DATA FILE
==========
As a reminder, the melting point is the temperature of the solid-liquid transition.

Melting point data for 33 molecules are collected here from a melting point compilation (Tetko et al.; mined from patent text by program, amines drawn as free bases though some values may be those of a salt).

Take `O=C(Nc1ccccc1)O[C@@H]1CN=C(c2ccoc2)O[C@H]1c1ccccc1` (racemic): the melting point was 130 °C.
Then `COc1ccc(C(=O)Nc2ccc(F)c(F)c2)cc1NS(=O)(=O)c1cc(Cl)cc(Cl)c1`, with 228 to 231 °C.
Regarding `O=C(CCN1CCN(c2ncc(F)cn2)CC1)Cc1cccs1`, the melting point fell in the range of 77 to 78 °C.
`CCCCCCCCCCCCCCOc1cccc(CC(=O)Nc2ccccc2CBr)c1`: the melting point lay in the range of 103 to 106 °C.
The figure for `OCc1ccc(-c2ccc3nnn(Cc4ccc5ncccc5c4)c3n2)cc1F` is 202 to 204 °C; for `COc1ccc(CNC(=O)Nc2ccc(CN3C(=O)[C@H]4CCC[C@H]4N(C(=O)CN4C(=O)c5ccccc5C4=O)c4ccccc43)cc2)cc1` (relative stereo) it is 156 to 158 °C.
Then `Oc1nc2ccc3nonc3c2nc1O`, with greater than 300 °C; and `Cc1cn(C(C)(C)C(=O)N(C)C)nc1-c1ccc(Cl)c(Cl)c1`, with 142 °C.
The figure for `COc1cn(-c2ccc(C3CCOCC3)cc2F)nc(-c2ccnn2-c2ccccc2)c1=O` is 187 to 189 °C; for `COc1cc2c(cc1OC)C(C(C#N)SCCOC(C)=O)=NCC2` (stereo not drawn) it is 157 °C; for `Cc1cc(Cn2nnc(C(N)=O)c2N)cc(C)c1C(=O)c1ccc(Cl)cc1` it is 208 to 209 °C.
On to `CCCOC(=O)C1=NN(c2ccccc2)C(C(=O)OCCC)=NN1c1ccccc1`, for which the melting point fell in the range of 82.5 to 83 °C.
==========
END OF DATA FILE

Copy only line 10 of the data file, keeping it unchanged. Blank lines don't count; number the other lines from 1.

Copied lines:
On to `CCCOC(=O)C1=NN(c2ccccc2)C(C(=O)OCCC)=NN1c1ccccc1`, for which the melting point fell in the range of 82.5 to 83 °C.